Megvan, megvagyok

Discussion in 'Magyar (Hungarian)' started by Sima278, May 31, 2012.

  1. Sima278 New Member

    Boston, MA
    English
    I have so often seen a form of the verb "megvan" used, but in general, I cannot come up with a completely satisfactory definition, or how it is used. I get the impression that sometimes "Megvagyok" sort of means "I am fine." Is that correct? However, it seems it has other uses as well.
     
  2. Puppancs

    Puppancs New Member

    Magyar - Hungarian
    Van generally means exists, it is, there is. Meg is a preverb, which usually change the aspect from inperfective to perfective. So megvan is used when something wasn't there or was lost before etc. For example, when you find the solution for a problem you'll say Megvan!, girls refer to their periods when they say megvan, or the teacher asks the students on a trip Mindenki megvan? to check the number of them.
    If someone says or replies Megvagyok, that means I am fine, Not too bad etc.
     
    Last edited: May 31, 2012
  3. francisgranada Senior Member

    Slovakia
    Hungarian
    Other examples:

    Megvan az órád? Have you got you watch? (i.e. the one you couldn't find before ...)
    Megvan a pénzem az autóra. I've got/prepared/to disposition the money for the car (i.e. I want to by a car and finally I've all the necessary amount of money)
    Megvan a véleményem róla. I have my opinion on him (i.e. a concrete, "conclusive" opinion)
    Végre megvan házifeladatom. Finally, I've (done) my homework (i.e. it's finally ready, finished, prepared)

    So, as Pupancs have already said, megvan is used when something wasn't there or was lost before, but also when before something was not yet to disposition, was not ready, prepared etc ...

    The negative form of megvan is nincs meg.
     
    Last edited: May 31, 2012
  4. Sima278 New Member

    Boston, MA
    English
    Köszönöm szépen! That makes it much clearer, and it seems I was right about "megvagyok".
     
  5. Puppancs

    Puppancs New Member

    Magyar - Hungarian
    You were right, however, if someone asks you 'Are you ready? Can we go/start/etc. now?' you can say 'Yes, megvagyok, we can go/start/etc. now'.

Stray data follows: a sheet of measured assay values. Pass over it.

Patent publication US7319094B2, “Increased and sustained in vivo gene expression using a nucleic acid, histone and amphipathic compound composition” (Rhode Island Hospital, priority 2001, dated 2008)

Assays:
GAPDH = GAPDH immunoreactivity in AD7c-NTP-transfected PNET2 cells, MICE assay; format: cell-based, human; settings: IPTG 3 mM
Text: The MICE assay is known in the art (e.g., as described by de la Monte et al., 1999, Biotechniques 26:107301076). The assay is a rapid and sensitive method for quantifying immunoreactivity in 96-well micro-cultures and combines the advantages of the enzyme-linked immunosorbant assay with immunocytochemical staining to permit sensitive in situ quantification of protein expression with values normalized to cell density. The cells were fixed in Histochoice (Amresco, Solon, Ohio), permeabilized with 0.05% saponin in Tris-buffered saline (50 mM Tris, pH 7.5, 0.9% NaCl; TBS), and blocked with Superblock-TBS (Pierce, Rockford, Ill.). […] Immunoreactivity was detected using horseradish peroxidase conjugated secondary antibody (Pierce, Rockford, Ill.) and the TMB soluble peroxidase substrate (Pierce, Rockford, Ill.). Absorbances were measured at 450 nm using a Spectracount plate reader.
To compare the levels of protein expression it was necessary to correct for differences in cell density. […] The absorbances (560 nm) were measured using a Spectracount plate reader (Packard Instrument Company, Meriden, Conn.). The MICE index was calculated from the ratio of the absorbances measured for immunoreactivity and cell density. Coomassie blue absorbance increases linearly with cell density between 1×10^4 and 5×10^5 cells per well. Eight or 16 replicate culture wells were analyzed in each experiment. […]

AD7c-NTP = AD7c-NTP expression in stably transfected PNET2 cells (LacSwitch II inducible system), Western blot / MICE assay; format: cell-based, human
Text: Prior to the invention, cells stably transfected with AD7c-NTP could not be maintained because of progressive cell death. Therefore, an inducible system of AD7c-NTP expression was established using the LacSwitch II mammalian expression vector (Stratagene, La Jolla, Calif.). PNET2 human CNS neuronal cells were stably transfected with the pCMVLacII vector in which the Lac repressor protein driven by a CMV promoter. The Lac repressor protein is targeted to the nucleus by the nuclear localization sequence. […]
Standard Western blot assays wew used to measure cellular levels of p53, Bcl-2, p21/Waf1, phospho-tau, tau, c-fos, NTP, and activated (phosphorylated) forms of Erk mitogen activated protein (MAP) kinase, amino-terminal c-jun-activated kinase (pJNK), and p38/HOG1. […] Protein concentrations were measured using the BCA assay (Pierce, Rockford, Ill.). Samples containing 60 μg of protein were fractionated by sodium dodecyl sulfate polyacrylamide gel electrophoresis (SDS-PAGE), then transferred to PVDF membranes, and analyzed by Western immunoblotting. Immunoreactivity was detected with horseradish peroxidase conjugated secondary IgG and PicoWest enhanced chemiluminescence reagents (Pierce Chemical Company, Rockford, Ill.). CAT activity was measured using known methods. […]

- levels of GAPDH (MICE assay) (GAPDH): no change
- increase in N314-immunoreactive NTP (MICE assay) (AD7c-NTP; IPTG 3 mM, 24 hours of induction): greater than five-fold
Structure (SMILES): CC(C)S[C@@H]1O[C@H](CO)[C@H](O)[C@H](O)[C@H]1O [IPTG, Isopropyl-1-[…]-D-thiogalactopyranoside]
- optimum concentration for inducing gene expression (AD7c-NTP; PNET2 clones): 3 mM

Depending on the context megvagyok could mean I'm fine, I'm ready, I'm finished and so on.
     
  6. francisgranada Senior Member

    Slovakia
    Hungarian
    As to megvagyok, as a possible answer to "How are you?": for me it is rather a "neutral" answer, something like "not too bad", "nothing new about me", "quite well" ... (i.e. not too optimistic, but neigther too negative ...). Perhaps, when one is o.k. and feels well, then "Köszönöm jól (vagyok)" is a more "pleasent" answer.

    (at least, this is my feeling, not a "rule", of course :) ...)
     
  7. francisgranada Senior Member

    Slovakia
    Hungarian
    I agree, but I'd say that it really depends on the context, i.e. this is not a generally appliable answer. With other words, megvagyok (megvagy, megvan ...) does not automatically substitute the words like ready, prepared, finished, found, have got etc...
     
    Last edited: May 31, 2012
  8. Zsanna

    Zsanna ModErrata

    Hungary
    Hungarian - Hungary
    Welcome, Sima278 on our forum!:)
    I agree with francis about this aspect.
    In English "nothing to complain about" (which could be another explanation of the attitude behind it, translated word by word) may not give back exactly the same meaning but it is difficult to explain why. In any case the speaker doesn't want to go into details about his problems even he has any, either because he doesn't have the time, or his audience is not the right one for that (doesn't want to expose himself or become a "burden") etc., in an extreme case it could almost indicate (a casual) "none of your business" in a polite way.
     
    Last edited: May 31, 2012
  9. stevens37 New Member

    Vienna
    Hungarian
    For " I'm ready " I would say " kész vagyok "

    As a possible answer to "How are you?": " megvagyok " may suggest that
    I don't feel good at all but don't want to complain.
     

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